Brussels accord on the verge of collapse … Some of the world's most powerful investment banks were downgraded by ratings agency Fitch as Germany's cherished European fiscal compact appeared to be unravelling. Mario Draghi delivers a speech in Berlin on Thursday. Draghi said there's "no external savior" for heavily indebted governments in the eurozone debt crisis … Meanwhile, Germany's attempt to save the Eurozone was hanging in the balance as Hungary and the Czech Republic claimed it would be damaging and protesters in Warsaw demanded Poland stands firm against Angela Merkel. – UK Telegraph
Dominant Social Theme: It's all happening so fast. This is how a regional economy dies. Let's put a global one in its place.
Free-Market Analysis: If one examines the rush of events surrounding the unraveling of the European Union, it becomes more and more difficult to believe it is merely a series of coincidences. We've covered this in other articles, but what's going on continues to affirm our belief that this is a kind of planned crisis.
The elites' "directed history" in our view has been taking place for at least 100-150 years. Central banking gave it a boost because it is easy to stage historical events when one has virtually unlimited money. The goal, of course, is global governance. And when it comes to the EU, its consolidation helps the cause, but so may its breakup.
Of course, we have written that consolidation is the preferable course of events. And we have no reason to change our mind. We believe that the British/EU split was not something the elites sought. It came about because of the Internet era and the growing anger in Britain over the expansion of EU rules, regulations and taxes. You can see an article on this here: 500 Year Old Global Roll-Up Founders?
In today's other article, we pointed out that chaos also suits the aims of the power elite that wants to run the world. If they cannot have a full-blown European empire, they will settle for part of one and a good deal of chaos. The chaos seems to be kicking in – see the downgrades in the Telegraph article excerpt above.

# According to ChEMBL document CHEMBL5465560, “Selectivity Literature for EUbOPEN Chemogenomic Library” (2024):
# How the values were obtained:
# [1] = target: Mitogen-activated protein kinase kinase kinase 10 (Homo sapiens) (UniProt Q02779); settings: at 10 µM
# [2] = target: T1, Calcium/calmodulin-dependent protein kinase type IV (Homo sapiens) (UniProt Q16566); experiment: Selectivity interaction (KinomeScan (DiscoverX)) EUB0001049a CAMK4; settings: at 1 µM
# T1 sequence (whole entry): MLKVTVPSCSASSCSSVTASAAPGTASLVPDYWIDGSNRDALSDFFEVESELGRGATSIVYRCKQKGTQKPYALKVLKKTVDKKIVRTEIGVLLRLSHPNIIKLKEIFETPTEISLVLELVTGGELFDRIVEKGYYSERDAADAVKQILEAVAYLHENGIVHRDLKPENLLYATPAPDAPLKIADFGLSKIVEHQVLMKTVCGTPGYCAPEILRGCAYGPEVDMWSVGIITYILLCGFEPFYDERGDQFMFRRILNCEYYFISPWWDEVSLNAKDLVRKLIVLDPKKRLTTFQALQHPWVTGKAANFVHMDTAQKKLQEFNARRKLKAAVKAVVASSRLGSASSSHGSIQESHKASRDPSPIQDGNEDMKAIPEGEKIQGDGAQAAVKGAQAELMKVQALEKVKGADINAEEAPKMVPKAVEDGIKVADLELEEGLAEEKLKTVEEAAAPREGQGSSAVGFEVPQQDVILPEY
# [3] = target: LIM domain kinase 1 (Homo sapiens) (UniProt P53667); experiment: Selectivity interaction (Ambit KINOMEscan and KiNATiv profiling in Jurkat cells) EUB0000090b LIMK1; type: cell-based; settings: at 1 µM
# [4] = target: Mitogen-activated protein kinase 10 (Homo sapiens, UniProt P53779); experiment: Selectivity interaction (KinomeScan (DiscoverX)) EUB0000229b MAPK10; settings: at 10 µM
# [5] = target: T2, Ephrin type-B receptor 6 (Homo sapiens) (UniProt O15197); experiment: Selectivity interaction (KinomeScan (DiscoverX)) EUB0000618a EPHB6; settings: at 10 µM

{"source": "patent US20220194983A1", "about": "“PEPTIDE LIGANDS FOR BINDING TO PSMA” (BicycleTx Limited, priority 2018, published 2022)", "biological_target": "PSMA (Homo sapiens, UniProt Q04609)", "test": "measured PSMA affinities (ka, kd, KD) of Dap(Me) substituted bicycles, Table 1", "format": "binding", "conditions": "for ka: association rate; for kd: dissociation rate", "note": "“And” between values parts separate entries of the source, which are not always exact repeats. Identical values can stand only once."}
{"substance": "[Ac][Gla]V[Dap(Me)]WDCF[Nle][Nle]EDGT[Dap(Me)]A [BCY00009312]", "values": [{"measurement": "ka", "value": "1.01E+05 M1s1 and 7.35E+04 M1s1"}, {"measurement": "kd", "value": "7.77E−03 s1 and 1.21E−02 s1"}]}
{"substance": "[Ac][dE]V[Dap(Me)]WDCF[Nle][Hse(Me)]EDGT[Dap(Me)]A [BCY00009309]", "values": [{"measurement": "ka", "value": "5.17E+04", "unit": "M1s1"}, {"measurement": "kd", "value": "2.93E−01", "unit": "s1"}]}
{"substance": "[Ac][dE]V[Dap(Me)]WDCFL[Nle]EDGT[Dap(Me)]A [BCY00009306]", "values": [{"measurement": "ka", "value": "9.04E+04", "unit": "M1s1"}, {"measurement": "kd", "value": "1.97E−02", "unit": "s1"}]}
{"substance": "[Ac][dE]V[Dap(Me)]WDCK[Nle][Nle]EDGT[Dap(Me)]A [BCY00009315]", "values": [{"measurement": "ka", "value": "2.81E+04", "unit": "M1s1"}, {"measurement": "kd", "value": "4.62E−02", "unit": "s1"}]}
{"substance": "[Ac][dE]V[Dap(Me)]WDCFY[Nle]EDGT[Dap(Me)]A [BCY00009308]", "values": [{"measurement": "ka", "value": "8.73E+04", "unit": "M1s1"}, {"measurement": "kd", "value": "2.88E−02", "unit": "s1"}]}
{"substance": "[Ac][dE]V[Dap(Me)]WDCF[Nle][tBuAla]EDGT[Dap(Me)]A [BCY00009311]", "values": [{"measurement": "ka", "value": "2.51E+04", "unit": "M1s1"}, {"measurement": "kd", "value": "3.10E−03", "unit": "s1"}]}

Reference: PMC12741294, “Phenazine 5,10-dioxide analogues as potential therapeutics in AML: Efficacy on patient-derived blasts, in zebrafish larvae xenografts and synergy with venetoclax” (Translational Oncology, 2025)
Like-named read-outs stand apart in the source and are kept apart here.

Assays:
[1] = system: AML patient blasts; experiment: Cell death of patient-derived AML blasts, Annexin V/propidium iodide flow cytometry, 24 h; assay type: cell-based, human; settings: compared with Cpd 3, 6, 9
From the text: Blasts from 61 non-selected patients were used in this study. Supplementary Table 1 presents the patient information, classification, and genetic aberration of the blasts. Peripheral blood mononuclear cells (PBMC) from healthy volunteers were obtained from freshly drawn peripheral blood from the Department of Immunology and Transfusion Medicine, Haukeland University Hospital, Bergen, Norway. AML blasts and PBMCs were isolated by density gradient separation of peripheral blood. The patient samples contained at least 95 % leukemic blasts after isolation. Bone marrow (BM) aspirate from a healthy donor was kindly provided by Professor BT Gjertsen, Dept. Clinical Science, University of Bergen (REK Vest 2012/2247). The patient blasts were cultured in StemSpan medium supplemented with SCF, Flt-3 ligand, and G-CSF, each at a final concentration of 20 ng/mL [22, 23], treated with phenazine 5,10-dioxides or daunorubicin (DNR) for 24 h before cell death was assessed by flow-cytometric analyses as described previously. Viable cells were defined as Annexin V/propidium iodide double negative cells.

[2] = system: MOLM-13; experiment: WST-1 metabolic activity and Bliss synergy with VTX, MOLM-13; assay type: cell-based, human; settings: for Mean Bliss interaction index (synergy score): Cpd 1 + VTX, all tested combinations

But it is not just ratings that are being cut. The solutions being floated by the EU Commissars predictably are running into stiff resistance throughout Europe. The resistance is patchy yet, but it's building. More from the article:
Amid fresh warnings that Europe is triggering a 1930s-style global depression, the German chancellor faced open rebellion against the key plank of her Brussels accord. The leaders of Hungary and the Czech Republic told a joint conference in Budapest they were ready to reject the planned treaty changes
and implied move towards a centralised tax system. Czech prime minister Petr Necas said he was "convinced that tax harmonisation would not mean anything good for us".
Hungarian prime minister Viktor Orban said that central Europe had the potential to become the most competitive region in Europe. "The only kind of co-operation we can have with the eurozone is one which does not damage Hungary's competitiveness," he said.
Poles marched under banners that read: "We want sovereignty, not the euro." They were protesting against the Brussels deal that could see EU countries, including those outside the eurozone, face penalties for breaking tough centralised spending laws. Britain used its veto in Brussels, sparking an intense backlash. Ireland and Sweden are also nervous about the fiscal pact …